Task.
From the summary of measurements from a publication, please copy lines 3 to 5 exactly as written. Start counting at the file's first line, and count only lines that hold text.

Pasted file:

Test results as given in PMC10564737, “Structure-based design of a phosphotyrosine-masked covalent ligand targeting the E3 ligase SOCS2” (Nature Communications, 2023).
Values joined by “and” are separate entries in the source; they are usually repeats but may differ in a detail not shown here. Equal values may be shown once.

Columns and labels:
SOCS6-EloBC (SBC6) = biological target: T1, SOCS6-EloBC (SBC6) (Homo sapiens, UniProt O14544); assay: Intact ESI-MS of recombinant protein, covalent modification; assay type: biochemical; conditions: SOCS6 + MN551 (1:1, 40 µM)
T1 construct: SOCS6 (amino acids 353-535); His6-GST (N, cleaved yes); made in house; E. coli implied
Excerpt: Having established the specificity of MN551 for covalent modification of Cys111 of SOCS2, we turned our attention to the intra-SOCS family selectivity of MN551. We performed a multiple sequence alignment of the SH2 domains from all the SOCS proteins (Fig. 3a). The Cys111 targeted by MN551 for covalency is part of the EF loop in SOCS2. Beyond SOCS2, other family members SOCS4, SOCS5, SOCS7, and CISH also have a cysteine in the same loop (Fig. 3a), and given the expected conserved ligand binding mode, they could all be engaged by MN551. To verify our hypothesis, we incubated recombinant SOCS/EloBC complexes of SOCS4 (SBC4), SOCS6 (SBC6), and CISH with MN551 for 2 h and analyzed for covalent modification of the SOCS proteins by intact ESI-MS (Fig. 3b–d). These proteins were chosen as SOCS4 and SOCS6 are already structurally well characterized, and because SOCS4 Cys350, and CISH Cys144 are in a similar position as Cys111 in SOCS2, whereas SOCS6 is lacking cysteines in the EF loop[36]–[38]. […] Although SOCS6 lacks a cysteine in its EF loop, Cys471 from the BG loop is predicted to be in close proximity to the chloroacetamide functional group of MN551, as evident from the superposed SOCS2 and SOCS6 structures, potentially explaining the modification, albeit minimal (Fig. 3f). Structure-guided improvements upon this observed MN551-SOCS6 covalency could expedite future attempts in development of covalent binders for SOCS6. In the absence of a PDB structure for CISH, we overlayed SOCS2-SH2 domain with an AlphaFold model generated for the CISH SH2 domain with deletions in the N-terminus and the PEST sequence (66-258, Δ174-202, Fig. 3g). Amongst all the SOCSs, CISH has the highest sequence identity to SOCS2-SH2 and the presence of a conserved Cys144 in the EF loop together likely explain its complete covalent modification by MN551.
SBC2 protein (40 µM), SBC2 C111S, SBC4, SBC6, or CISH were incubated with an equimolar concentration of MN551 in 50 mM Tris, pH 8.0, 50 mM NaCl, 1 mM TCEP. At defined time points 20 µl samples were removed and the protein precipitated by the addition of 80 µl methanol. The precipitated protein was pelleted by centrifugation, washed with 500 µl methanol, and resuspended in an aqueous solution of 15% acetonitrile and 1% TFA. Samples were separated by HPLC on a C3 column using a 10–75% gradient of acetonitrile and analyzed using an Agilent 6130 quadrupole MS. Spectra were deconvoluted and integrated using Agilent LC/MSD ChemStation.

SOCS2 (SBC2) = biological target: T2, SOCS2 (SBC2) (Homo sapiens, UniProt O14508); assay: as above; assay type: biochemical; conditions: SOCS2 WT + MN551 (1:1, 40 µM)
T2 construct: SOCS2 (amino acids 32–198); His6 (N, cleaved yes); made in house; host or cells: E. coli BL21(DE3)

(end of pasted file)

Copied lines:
Columns and labels:
SOCS6-EloBC (SBC6) = biological target: T1, SOCS6-EloBC (SBC6) (Homo sapiens, UniProt O14544); assay: Intact ESI-MS of recombinant protein, covalent modification; assay type: biochemical; conditions: SOCS6 + MN551 (1:1, 40 µM)
T1 construct: SOCS6 (amino acids 353-535); His6-GST (N, cleaved yes); made in house; E. coli implied